Teaching appropriate chewing habits is another part of the equation. Invest in a variety of dog toys and rotate them every couple of days to keep them feeling new. Play with your puppy with these toys to build their value. A dead toy is a boring toy. A variety of textures and types will be helpful to address your puppy's mood and how you use these toys for training.

Teach cues so that you can have control over certain behaviors. Begin with "Drop," but make sure that you create good associations around this behavior so that it remains reliable. You want your dog to think that letting go of items is a good thing because something better comes along. Later, when your puppy is starting to be able to handle a bit of impulse control, add "Leave It" also. Don't use that cue with toys, though; keep fun and drive with toys and use the leave it cue for things that are inappropriate. With toys, I use a wait cue and then Premack my dogs to get the toy.

Capturing is the most powerful way for a dog to learn. When your dog makes a good choice, you capture that moment in time and reward your dog. By doing this, you shape your dog's brain and make your choices the best choices ever. They then become default and good habits. You want your dog to make the right choices, so you need to be there to influence these choices. Play games that teach impulse control and teach your dog how to manage his own behavior, like my Room Service game. Controlling impulses has to come from the individual. You won't always be there to cue your dog to make a good choice! Self-control and good choices are essential to good chewing habits. Value in appropriate behaviors and appropriate chewing choices is key!

Separation "Should Be No Big Deal"

The sooner you work on this with your puppy, the easier it will be down the road. Puppies don't like doing things on their own, so naturally, your puppy will cry when he doesn't have access to you. Working through separation elements will help your puppy build the necessary skills and concepts to handle being alone and self-soothe or sleep until you return. Your dog should eat, drink, be calm and sleep while you are away. Management tools like crates and ex-pens are your first steps with separation. They deny access, but you can be right there to reinforce and help your puppy through this critical concept. From there, you will work through distance and then use obstacles to block the line of sight and leave the room altogether. There should always be one space where the dog is not allowed to follow you. When you leave and return home, your comings and goings should be a non-event. That means that it is calm and no big deal. As much as we can love seeing the excitement in our dogs when we return home, this excitement can very quickly build anticipation. Anticipation turns excitement into anxiety-related emotions and through a dog off-balance and into a precarious and unhealthy emotional state. Separation-related behavior can be severe and very destructive, not just to your home but also to your dog.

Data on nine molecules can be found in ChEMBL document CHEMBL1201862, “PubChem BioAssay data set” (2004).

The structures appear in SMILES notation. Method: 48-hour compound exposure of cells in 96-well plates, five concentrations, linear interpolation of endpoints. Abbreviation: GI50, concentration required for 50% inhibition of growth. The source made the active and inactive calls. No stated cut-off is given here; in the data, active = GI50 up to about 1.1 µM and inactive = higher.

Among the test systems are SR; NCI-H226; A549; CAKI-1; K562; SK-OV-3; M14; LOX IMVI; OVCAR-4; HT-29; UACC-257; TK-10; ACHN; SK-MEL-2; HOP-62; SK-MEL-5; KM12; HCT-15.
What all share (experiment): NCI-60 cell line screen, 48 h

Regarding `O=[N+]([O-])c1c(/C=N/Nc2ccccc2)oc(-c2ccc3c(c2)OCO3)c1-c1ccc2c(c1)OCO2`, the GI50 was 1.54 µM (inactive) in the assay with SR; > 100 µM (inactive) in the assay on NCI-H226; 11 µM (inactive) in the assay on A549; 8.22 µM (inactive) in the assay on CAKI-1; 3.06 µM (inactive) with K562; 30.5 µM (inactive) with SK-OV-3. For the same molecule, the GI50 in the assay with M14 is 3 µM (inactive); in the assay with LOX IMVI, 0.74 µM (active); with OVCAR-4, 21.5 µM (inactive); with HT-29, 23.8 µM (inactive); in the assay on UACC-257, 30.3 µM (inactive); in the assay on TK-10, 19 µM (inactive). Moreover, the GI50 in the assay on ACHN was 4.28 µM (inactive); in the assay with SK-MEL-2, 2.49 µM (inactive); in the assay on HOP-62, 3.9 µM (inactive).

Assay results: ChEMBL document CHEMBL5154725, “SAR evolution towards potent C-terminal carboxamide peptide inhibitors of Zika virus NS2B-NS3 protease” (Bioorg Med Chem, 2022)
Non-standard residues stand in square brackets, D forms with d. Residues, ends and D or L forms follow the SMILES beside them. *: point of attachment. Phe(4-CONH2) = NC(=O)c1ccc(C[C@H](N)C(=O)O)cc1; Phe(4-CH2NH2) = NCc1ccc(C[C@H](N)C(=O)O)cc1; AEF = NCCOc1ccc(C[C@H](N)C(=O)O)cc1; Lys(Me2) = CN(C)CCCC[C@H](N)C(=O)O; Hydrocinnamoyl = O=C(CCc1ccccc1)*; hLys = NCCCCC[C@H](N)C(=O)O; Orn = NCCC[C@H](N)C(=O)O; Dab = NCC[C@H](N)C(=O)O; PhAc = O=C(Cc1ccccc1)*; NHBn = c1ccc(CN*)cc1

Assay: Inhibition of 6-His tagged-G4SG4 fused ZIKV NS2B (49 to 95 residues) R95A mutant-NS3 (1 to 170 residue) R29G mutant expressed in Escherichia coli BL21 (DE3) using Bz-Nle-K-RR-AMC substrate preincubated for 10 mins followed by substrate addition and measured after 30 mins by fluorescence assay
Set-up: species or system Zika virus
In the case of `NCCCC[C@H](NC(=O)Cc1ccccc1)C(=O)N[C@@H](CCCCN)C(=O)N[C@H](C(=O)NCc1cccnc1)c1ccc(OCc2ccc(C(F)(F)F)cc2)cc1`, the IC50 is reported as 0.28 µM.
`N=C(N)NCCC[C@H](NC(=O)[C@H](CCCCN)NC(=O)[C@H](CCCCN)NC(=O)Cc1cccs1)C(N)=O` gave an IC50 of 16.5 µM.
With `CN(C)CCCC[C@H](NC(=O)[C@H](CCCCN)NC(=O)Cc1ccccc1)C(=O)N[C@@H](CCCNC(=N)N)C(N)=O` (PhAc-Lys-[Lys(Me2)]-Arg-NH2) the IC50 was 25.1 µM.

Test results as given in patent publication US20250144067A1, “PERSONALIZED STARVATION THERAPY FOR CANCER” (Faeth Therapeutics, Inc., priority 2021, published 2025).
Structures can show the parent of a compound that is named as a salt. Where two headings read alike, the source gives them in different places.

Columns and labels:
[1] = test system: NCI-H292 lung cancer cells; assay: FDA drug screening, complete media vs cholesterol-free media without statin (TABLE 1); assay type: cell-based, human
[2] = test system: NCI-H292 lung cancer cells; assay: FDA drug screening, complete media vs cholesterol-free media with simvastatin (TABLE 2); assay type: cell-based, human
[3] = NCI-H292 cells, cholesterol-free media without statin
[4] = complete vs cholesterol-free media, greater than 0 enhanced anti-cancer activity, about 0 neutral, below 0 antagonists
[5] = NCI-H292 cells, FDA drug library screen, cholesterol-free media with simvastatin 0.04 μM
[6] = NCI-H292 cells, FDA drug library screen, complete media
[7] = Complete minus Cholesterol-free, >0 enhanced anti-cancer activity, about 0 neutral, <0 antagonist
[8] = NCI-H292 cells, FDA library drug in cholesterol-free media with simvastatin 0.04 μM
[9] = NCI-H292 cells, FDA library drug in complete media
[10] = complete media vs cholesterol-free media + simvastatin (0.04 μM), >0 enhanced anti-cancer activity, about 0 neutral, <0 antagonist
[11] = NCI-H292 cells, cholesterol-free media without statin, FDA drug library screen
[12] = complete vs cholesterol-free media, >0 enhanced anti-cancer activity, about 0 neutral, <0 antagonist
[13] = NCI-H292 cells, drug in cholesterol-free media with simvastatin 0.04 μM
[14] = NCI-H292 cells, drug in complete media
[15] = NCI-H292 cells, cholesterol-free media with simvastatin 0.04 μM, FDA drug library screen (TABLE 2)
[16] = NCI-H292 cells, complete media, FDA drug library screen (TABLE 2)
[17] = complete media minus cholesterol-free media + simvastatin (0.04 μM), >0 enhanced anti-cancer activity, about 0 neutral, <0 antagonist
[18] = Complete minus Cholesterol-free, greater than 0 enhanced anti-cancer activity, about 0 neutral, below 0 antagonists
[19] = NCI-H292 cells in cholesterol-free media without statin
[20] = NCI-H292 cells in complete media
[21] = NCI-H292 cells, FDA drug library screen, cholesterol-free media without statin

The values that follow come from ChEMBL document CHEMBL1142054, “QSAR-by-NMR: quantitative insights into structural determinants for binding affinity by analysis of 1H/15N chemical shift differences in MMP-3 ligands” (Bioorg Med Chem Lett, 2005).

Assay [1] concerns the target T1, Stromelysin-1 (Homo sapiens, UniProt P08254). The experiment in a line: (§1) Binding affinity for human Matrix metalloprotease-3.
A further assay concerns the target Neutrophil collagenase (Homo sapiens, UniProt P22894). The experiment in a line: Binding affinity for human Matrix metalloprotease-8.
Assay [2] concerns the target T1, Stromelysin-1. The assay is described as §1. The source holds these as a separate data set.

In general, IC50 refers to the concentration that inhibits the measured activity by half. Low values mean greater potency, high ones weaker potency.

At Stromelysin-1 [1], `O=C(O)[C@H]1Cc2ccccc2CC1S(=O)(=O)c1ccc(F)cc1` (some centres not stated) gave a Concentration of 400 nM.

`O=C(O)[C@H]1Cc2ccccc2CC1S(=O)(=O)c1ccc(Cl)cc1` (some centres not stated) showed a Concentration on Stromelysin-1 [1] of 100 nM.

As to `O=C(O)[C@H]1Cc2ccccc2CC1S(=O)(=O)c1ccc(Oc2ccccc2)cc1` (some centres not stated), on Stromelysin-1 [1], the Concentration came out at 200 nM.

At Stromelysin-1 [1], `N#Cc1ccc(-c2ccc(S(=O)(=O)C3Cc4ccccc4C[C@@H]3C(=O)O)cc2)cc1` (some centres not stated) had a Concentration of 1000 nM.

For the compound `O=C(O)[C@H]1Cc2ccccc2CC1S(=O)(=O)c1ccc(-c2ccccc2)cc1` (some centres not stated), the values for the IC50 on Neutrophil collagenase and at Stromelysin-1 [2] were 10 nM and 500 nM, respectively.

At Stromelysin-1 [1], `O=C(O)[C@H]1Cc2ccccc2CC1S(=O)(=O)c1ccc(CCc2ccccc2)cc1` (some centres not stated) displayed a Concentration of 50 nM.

Appropriate Outlets

Energy is the leading drive for chewing, which is why chewing is at its worst during adolescence. This is the time when the hormones are churning and the energy peaks. But all dogs must have appropriate outlets for the energy they have each day. The correct amount of physical exercise and mental stimulation is the formula for success. Part of that means that you should provide enrichment and appropriate outlets for your dog's desire to chew. That can be toys, treats, and food dispensing toys.

Some toys are meant for play. Others are meant to chew. Know the difference and teach the difference. Toys that are appropriate to chew on can be left out and available throughout the day. There are a number of chew toys on the market and have "chew style" ratings, so pick what is age-appropriate and works for your dog.

Along with chew toys, there are a number of treat toys (or activity toys) that dispense food as your dog rolls it around. These are great for time in the crate or ex-pen. The toys offer different puzzles to solve are great for self-entertaining and a calmer activity. Remember that puppies don't automatically know how to manipulate the toys to get the treats out. So you might have to start with easy toys or assist and encourage your puppy to play with these toys to help your puppy be successful and learn that the toy will reward your pup for messing with it.

There are numerous types of sticks for dogs to chew on, such as tripe sticks, bully sticks, bones, and more. Make sure to choose what is appropriate for your dog. I also recommend Kongs. You can stuff these toys with a variety of foods and work your way up the levels of difficulty, so your pup learns tolerance of frustration. Stuff the Kongs so there is a challenge, but the challenge is attainable.